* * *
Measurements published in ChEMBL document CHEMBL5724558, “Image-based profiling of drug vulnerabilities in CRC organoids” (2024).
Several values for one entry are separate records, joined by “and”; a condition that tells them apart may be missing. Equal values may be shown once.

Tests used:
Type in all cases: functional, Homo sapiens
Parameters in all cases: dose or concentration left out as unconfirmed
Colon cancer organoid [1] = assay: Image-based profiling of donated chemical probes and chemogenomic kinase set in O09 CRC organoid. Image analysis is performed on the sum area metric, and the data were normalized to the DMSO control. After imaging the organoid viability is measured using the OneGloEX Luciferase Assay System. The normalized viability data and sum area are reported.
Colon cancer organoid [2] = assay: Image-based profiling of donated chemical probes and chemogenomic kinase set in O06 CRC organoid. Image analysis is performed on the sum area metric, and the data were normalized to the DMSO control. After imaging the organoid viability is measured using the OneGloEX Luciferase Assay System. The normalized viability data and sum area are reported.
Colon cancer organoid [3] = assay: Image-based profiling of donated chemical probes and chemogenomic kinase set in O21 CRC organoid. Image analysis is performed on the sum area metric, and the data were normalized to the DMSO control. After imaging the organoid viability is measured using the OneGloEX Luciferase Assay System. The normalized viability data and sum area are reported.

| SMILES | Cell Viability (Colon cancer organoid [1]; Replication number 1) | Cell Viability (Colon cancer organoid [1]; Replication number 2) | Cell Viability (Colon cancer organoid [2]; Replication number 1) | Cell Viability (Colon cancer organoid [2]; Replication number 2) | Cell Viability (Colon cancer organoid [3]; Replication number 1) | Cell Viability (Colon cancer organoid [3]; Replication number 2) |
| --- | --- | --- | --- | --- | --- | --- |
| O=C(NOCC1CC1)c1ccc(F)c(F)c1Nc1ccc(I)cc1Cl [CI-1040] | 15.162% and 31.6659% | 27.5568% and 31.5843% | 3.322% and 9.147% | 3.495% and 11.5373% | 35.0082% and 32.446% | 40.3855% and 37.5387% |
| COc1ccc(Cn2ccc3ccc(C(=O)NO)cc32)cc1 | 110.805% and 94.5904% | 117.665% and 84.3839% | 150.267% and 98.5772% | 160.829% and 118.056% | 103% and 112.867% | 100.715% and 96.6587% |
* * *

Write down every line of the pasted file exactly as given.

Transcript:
Measurements published in ChEMBL document CHEMBL5724558, “Image-based profiling of drug vulnerabilities in CRC organoids” (2024).
Several values for one entry are separate records, joined by “and”; a condition that tells them apart may be missing. Equal values may be shown once.

Tests used:
Type in all cases: functional, Homo sapiens
Parameters in all cases: dose or concentration left out as unconfirmed
Colon cancer organoid [1] = assay: Image-based profiling of donated chemical probes and chemogenomic kinase set in O09 CRC organoid. Image analysis is performed on the sum area metric, and the data were normalized to the DMSO control. After imaging the organoid viability is measured using the OneGloEX Luciferase Assay System. The normalized viability data and sum area are reported.
Colon cancer organoid [2] = assay: Image-based profiling of donated chemical probes and chemogenomic kinase set in O06 CRC organoid. Image analysis is performed on the sum area metric, and the data were normalized to the DMSO control. After imaging the organoid viability is measured using the OneGloEX Luciferase Assay System. The normalized viability data and sum area are reported.
Colon cancer organoid [3] = assay: Image-based profiling of donated chemical probes and chemogenomic kinase set in O21 CRC organoid. Image analysis is performed on the sum area metric, and the data were normalized to the DMSO control. After imaging the organoid viability is measured using the OneGloEX Luciferase Assay System. The normalized viability data and sum area are reported.

| SMILES | Cell Viability (Colon cancer organoid [1]; Replication number 1) | Cell Viability (Colon cancer organoid [1]; Replication number 2) | Cell Viability (Colon cancer organoid [2]; Replication number 1) | Cell Viability (Colon cancer organoid [2]; Replication number 2) | Cell Viability (Colon cancer organoid [3]; Replication number 1) | Cell Viability (Colon cancer organoid [3]; Replication number 2) |
| --- | --- | --- | --- | --- | --- | --- |
| O=C(NOCC1CC1)c1ccc(F)c(F)c1Nc1ccc(I)cc1Cl [CI-1040] | 15.162% and 31.6659% | 27.5568% and 31.5843% | 3.322% and 9.147% | 3.495% and 11.5373% | 35.0082% and 32.446% | 40.3855% and 37.5387% |
| COc1ccc(Cn2ccc3ccc(C(=O)NO)cc32)cc1 | 110.805% and 94.5904% | 117.665% and 84.3839% | 150.267% and 98.5772% | 160.829% and 118.056% | 103% and 112.867% | 100.715% and 96.6587% |